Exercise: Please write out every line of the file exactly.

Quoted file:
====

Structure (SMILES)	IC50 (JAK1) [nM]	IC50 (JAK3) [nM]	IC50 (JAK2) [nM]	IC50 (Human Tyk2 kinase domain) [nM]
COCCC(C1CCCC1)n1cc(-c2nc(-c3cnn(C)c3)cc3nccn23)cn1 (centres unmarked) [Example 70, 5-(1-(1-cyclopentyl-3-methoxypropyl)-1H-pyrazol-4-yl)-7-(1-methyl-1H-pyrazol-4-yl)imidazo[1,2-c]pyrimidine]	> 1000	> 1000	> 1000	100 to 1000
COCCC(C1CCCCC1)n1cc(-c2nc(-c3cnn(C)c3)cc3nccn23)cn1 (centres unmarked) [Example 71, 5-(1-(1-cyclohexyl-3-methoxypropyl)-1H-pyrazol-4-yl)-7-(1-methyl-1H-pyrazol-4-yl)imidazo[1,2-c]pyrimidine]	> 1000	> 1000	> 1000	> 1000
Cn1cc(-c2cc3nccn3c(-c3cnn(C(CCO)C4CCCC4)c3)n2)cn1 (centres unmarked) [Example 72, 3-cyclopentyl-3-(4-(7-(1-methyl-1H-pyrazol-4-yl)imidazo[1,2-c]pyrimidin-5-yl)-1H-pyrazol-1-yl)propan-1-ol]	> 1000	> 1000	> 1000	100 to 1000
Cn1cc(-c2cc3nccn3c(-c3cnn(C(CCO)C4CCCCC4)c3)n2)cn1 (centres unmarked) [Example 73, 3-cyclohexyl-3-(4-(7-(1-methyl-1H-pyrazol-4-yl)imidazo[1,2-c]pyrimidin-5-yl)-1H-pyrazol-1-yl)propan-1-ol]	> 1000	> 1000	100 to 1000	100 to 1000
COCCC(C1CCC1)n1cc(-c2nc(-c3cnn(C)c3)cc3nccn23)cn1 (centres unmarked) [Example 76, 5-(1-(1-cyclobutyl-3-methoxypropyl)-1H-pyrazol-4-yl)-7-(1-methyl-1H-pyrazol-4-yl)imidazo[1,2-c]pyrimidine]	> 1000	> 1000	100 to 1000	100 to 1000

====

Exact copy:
Structure (SMILES)	IC50 (JAK1) [nM]	IC50 (JAK3) [nM]	IC50 (JAK2) [nM]	IC50 (Human Tyk2 kinase domain) [nM]
COCCC(C1CCCC1)n1cc(-c2nc(-c3cnn(C)c3)cc3nccn23)cn1 (centres unmarked) [Example 70, 5-(1-(1-cyclopentyl-3-methoxypropyl)-1H-pyrazol-4-yl)-7-(1-methyl-1H-pyrazol-4-yl)imidazo[1,2-c]pyrimidine]	> 1000	> 1000	> 1000	100 to 1000
COCCC(C1CCCCC1)n1cc(-c2nc(-c3cnn(C)c3)cc3nccn23)cn1 (centres unmarked) [Example 71, 5-(1-(1-cyclohexyl-3-methoxypropyl)-1H-pyrazol-4-yl)-7-(1-methyl-1H-pyrazol-4-yl)imidazo[1,2-c]pyrimidine]	> 1000	> 1000	> 1000	> 1000
Cn1cc(-c2cc3nccn3c(-c3cnn(C(CCO)C4CCCC4)c3)n2)cn1 (centres unmarked) [Example 72, 3-cyclopentyl-3-(4-(7-(1-methyl-1H-pyrazol-4-yl)imidazo[1,2-c]pyrimidin-5-yl)-1H-pyrazol-1-yl)propan-1-ol]	> 1000	> 1000	> 1000	100 to 1000
Cn1cc(-c2cc3nccn3c(-c3cnn(C(CCO)C4CCCCC4)c3)n2)cn1 (centres unmarked) [Example 73, 3-cyclohexyl-3-(4-(7-(1-methyl-1H-pyrazol-4-yl)imidazo[1,2-c]pyrimidin-5-yl)-1H-pyrazol-1-yl)propan-1-ol]	> 1000	> 1000	100 to 1000	100 to 1000
COCCC(C1CCC1)n1cc(-c2nc(-c3cnn(C)c3)cc3nccn23)cn1 (centres unmarked) [Example 76, 5-(1-(1-cyclobutyl-3-methoxypropyl)-1H-pyrazol-4-yl)-7-(1-methyl-1H-pyrazol-4-yl)imidazo[1,2-c]pyrimidine]	> 1000	> 1000	100 to 1000	100 to 1000